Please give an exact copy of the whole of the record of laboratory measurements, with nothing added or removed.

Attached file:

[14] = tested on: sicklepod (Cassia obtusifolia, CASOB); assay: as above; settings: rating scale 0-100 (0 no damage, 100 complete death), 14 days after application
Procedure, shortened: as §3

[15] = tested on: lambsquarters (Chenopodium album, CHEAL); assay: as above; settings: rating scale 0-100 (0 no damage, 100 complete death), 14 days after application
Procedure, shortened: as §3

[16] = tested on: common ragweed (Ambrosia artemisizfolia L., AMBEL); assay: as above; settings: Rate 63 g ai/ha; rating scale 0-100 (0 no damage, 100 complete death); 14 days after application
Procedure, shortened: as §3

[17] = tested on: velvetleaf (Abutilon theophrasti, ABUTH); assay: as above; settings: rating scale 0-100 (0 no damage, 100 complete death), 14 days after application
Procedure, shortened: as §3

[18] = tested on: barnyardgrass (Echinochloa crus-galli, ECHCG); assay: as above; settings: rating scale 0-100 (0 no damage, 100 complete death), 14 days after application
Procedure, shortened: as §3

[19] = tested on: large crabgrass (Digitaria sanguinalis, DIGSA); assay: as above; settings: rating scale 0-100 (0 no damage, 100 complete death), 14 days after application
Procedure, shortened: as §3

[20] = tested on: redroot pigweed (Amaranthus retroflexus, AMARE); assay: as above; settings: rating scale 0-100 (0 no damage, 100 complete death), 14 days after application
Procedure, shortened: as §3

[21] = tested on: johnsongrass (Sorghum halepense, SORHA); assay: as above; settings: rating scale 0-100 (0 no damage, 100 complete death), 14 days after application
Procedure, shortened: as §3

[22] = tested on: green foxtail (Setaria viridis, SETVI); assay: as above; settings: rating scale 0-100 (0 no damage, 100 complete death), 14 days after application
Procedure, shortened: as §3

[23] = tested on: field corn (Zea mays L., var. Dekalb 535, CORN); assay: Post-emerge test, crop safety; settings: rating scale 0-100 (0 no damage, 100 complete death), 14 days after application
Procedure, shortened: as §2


[14] = tested on: sicklepod (Cassia obtusifolia, CASOB); assay: as above; settings: rating scale 0-100 (0 no damage, 100 complete death), 14 days after application
Procedure, shortened: as §3

[15] = tested on: lambsquarters (Chenopodium album, CHEAL); assay: as above; settings: rating scale 0-100 (0 no damage, 100 complete death), 14 days after application
Procedure, shortened: as §3

[16] = tested on: common ragweed (Ambrosia artemisizfolia L., AMBEL); assay: as above; settings: Rate 63 g ai/ha; rating scale 0-100 (0 no damage, 100 complete death); 14 days after application
Procedure, shortened: as §3

[17] = tested on: velvetleaf (Abutilon theophrasti, ABUTH); assay: as above; settings: rating scale 0-100 (0 no damage, 100 complete death), 14 days after application
Procedure, shortened: as §3

[18] = tested on: barnyardgrass (Echinochloa crus-galli, ECHCG); assay: as above; settings: rating scale 0-100 (0 no damage, 100 complete death), 14 days after application
Procedure, shortened: as §3

[19] = tested on: large crabgrass (Digitaria sanguinalis, DIGSA); assay: as above; settings: rating scale 0-100 (0 no damage, 100 complete death), 14 days after application
Procedure, shortened: as §3

[20] = tested on: redroot pigweed (Amaranthus retroflexus, AMARE); assay: as above; settings: rating scale 0-100 (0 no damage, 100 complete death), 14 days after application
Procedure, shortened: as §3

[21] = tested on: johnsongrass (Sorghum halepense, SORHA); assay: as above; settings: rating scale 0-100 (0 no damage, 100 complete death), 14 days after application
Procedure, shortened: as §3

[22] = tested on: green foxtail (Setaria viridis, SETVI); assay: as above; settings: rating scale 0-100 (0 no damage, 100 complete death), 14 days after application
Procedure, shortened: as §3

[23] = tested on: field corn (Zea mays L., var. Dekalb 535, CORN); assay: Post-emerge test, crop safety; settings: rating scale 0-100 (0 no damage, 100 complete death), 14 days after application
Procedure, shortened: as §2